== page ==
Kenneth Branagh returns as Agatha Christie’s detective Hercule Poirot in Death on the Nile, a follow-up to 2017’s Murder on the Orient Express. Or at least he will eventually. Death on the Nile was first set for October 9, 2020, before being pushed to October 23, then to December 18. Most recently, Disney removed it from the release schedule altogether, leaving it dateless for now.
Marvel Studios’ other planned MCU film to release in 2020 was Eternals, which introduces a new team of heroes into the mix, as well as gifting the world with a muscled up Kumail Nanjiani. Eternals was originally set for November 6, 2020, but when Black Widow got pushed back, it did too, to February 12, 2021. Black Widow‘s next delay sent Eternals to November 5, 2021.
F9, the latest installment in The Fast and the Furious franchise, was set to zoom into theaters on May 22, 2020. Star Vin Diesel initially resisted a delay, before announcing that the sequel would move to April 2, 2021. On the bright side, the delay led to Universal greenlighting an eleventh film, in addition to an already planned tenth.
The Forever Purge, planned to be the fifth and final installment in the Blumhouse horror franchise, was set to drop on July 10, 2020, but after months of no news, ultimately jumped almost a full year to July 9, 2021. Sadly, that cost it a prime Election Year spot, considering the politically charged subject matter.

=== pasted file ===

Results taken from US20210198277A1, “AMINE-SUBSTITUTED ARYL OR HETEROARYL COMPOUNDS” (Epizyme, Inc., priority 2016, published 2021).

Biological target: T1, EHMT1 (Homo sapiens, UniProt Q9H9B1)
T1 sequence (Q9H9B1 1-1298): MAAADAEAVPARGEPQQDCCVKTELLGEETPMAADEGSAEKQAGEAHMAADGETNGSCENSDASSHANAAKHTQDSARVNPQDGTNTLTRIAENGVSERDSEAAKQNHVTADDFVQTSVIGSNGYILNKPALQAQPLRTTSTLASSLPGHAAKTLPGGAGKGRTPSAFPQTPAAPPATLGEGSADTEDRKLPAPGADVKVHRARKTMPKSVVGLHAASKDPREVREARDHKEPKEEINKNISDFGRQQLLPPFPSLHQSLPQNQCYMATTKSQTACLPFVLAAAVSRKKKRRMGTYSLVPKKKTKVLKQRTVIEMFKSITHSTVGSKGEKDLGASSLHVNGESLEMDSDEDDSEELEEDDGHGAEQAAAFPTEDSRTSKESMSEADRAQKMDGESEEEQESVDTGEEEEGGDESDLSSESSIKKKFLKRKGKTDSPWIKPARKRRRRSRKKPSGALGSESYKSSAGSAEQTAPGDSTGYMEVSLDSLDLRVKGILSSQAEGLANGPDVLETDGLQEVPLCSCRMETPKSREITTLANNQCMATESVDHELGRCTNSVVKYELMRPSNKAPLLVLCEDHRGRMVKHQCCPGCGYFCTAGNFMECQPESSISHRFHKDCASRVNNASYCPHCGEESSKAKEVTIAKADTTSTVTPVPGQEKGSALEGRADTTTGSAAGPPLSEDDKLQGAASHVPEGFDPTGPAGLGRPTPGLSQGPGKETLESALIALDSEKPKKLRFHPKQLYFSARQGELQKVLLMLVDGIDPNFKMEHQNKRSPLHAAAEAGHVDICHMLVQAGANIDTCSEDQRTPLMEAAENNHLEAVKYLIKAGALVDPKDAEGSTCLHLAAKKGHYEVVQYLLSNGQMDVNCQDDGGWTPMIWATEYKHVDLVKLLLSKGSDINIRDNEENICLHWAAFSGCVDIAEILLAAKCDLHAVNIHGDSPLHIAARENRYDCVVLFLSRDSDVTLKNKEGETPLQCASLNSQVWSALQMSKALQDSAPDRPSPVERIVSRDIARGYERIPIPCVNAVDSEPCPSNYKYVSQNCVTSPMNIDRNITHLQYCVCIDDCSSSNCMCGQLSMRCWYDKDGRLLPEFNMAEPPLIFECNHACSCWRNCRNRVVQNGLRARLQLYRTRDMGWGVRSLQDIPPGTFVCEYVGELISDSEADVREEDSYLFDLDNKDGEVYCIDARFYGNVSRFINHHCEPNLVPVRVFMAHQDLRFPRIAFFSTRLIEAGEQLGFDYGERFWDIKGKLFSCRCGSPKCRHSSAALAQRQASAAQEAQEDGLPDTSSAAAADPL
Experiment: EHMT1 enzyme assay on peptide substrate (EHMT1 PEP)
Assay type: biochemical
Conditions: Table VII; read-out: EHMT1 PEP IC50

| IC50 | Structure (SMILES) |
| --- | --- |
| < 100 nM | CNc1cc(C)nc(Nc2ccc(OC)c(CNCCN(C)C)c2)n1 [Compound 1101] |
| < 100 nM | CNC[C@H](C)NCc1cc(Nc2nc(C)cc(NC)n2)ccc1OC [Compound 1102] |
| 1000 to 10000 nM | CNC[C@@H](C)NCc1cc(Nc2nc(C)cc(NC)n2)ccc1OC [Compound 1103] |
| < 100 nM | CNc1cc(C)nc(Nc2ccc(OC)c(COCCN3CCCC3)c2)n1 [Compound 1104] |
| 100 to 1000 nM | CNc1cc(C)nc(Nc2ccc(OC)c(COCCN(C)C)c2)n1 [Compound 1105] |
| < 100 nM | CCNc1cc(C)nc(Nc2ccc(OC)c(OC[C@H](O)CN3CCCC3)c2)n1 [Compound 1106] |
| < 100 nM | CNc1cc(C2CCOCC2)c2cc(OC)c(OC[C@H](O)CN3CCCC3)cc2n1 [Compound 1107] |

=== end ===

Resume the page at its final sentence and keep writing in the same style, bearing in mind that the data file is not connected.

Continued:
Director Jason Reitman’s sequel and tribute to his dad Ivan Reitman’s classic Ghostbusters films, Ghostbusters: Afterlife features the return of the surviving original cast, alongside new faces like Paul Rudd and Finn Wolfhard. Afterlife was planned for July 10, 2020, before moving to March 5, 2021, and finally June 11, 2021.
2014’s Godzilla, 2017’s Kong: Skull Island, and 2019’s Godzilla: King of the Monsters, have all been building to the MonsterVerse’s ultimate smackdown, Godzilla vs. Kong. Going into 2020, the two behemoths were set to battle on November 20, 2020, but will now duke it out on May 21, 2021.
After the smash success of Halloween‘s 2018 reboot/sequel to the original, Blumhouse greenlit two sequels, Halloween Kills for 2020 and Halloween Ends for 2021. That plan went up in smoke thanks to Coronavirus, with Halloween Kills moving from October 16, 2020 to October 15, 2021, and Halloween Ends moving to 2022.